Besides suprasegmental information and speech quality, voice gender perception is another aspect of natural speech perception to which temporal cues may contribute. The acoustic differences between male and female voices have been studied extensively. Differences in speakers’ “breathiness” (Klatt and Klatt 1990), fundamental frequency (F0) (Whiteside 1998), and formant structure (Mury and Sigh 1980) help listeners to discriminate voice gender. Difference in speakers’ F0 is perhaps the most important cue for voice gender discrimination. The F0 of a female voice is typically about one octave higher than that of a male’s voice (Linke 1973); the mean values are near 125 and 225 Hz for males and females, respectively. Physical differences between males and females, such as the length and thickness of the vocal folds, are primarily responsible for F0 differences between the male and female voice (Titze 1987, 1989).

Recent studies have shown that voice gender identification is possible in conditions of reduced spectral resolution, such as 3-sinewave replicas of natural speech (Remez et al. 1997; Sheffert et al. 2002). A few studies have also explored gender and speaker discrimination ability in CI listeners (Cleary and Pisoni 2002; McDonald et al. 2003; Spahr et al. 2003). Cleary and Pisoni (2002) tested whether children who had used a CI for at least 4 years could discriminate differences between two female voices. In general, the results suggested that speaker discrimination was difficult for CI patients. McDonald et al. (2003) examined CI users’ ability to discriminate talker identity as a function of the linguistic content of the stimuli and the talker’s gender. In the McDonald study, two speech stimuli were presented to the subject, each spoken by either the same talker or different talkers; subjects were asked to identify the talker from among a closed set. CI subjects’ best performance was observed when the same talker produced both tokens in the stimulus pair. When different talkers produced the tokens in the stimulus pair, performance was significantly better for male–female talker contrasts than for within-gender talker contrasts. These results suggest that, while CI patients may have difficulty in identifying talkers, they are somewhat capable of voice gender discrimination.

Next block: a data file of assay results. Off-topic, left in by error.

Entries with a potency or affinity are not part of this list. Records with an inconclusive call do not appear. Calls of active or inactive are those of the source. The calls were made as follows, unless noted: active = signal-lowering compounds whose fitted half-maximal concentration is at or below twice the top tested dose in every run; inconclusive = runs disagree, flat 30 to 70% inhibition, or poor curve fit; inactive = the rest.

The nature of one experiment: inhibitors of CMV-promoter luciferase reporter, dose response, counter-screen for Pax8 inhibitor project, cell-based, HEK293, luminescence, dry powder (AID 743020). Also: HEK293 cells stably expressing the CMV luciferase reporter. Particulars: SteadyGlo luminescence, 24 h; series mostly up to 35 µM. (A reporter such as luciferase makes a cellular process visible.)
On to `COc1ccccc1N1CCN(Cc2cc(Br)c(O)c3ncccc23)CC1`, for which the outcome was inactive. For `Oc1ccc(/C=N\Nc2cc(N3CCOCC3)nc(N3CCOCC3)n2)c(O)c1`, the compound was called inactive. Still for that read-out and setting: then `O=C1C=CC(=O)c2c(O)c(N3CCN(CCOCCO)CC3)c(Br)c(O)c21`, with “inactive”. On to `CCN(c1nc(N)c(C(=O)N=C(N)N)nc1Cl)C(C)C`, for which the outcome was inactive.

While CI users may be able to distinguish voice gender, it is not clear how spectral and temporal cues contribute to voice gender discrimination. The present study examined the effects of spectral and temporal cues on vowel recognition and voice gender discrimination by NH subjects listening to a CI simulation and by CI listeners. Vowel recognition and voice gender discrimination were measured in quiet. For the NH subjects listening to the CI simulation, the spectral resolution and the amount of temporal information were parametrically manipulated.

METHODS

Subjects

Six NH subjects (3 males and 3 females, 22–30 years old) and 11 CI users participated in the study. All NH subjects had pure tone threshold better than 15 dB HL at octave frequencies from 250 to 8000 Hz; CI subject details are listed in Table 1. All subjects were native English speakers. All subjects were paid for their participation.